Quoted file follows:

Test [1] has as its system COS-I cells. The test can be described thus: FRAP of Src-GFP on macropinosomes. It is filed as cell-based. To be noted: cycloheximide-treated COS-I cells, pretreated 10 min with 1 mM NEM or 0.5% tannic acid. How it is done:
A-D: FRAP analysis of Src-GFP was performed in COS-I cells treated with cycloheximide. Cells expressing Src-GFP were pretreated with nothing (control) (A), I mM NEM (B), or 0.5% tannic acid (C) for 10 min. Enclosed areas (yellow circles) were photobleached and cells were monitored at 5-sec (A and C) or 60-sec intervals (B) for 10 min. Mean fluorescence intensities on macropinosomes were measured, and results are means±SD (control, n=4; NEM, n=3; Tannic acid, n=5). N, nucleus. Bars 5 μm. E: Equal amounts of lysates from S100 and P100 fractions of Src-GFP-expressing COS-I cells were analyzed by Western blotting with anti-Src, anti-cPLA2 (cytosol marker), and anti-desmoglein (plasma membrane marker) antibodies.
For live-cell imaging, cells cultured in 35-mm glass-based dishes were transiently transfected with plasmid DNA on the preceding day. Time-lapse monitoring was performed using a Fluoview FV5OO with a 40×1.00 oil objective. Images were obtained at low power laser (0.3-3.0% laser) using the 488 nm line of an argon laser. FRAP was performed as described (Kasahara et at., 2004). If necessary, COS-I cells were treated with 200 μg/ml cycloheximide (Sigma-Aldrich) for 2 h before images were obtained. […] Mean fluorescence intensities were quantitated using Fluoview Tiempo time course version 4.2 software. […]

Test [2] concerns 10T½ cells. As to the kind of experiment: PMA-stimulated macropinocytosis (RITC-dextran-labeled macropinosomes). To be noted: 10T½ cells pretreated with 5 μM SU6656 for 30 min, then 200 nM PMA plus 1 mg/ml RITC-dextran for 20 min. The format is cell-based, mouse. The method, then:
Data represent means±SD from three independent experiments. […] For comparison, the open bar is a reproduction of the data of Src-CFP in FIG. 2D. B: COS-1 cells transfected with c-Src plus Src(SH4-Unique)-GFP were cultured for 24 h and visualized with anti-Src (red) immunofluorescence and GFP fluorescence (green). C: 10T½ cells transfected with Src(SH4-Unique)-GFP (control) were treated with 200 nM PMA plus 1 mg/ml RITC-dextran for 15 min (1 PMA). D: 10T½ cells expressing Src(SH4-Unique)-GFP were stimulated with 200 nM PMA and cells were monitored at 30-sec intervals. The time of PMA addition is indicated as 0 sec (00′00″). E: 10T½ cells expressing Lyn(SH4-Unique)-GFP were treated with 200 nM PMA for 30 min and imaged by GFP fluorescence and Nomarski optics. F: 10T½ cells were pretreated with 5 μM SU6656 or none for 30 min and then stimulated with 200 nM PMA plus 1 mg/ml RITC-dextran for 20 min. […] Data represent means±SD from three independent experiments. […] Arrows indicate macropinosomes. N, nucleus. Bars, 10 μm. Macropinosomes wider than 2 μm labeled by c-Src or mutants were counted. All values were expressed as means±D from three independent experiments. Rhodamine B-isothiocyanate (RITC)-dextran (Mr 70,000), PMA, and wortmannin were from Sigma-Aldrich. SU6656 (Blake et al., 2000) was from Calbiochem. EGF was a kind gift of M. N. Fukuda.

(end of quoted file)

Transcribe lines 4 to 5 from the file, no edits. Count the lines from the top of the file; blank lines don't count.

Test [2] concerns 10T½ cells. As to the kind of experiment: PMA-stimulated macropinocytosis (RITC-dextran-labeled macropinosomes). To be noted: 10T½ cells pretreated with 5 μM SU6656 for 30 min, then 200 nM PMA plus 1 mg/ml RITC-dextran for 20 min. The format is cell-based, mouse. The method, then:
Data represent means±SD from three independent experiments. […] For comparison, the open bar is a reproduction of the data of Src-CFP in FIG. 2D. B: COS-1 cells transfected with c-Src plus Src(SH4-Unique)-GFP were cultured for 24 h and visualized with anti-Src (red) immunofluorescence and GFP fluorescence (green). C: 10T½ cells transfected with Src(SH4-Unique)-GFP (control) were treated with 200 nM PMA plus 1 mg/ml RITC-dextran for 15 min (1 PMA). D: 10T½ cells expressing Src(SH4-Unique)-GFP were stimulated with 200 nM PMA and cells were monitored at 30-sec intervals. The time of PMA addition is indicated as 0 sec (00′00″). E: 10T½ cells expressing Lyn(SH4-Unique)-GFP were treated with 200 nM PMA for 30 min and imaged by GFP fluorescence and Nomarski optics. F: 10T½ cells were pretreated with 5 μM SU6656 or none for 30 min and then stimulated with 200 nM PMA plus 1 mg/ml RITC-dextran for 20 min. […] Data represent means±SD from three independent experiments. […] Arrows indicate macropinosomes. N, nucleus. Bars, 10 μm. Macropinosomes wider than 2 μm labeled by c-Src or mutants were counted. All values were expressed as means±D from three independent experiments. Rhodamine B-isothiocyanate (RITC)-dextran (Mr 70,000), PMA, and wortmannin were from Sigma-Aldrich. SU6656 (Blake et al., 2000) was from Calbiochem. EGF was a kind gift of M. N. Fukuda.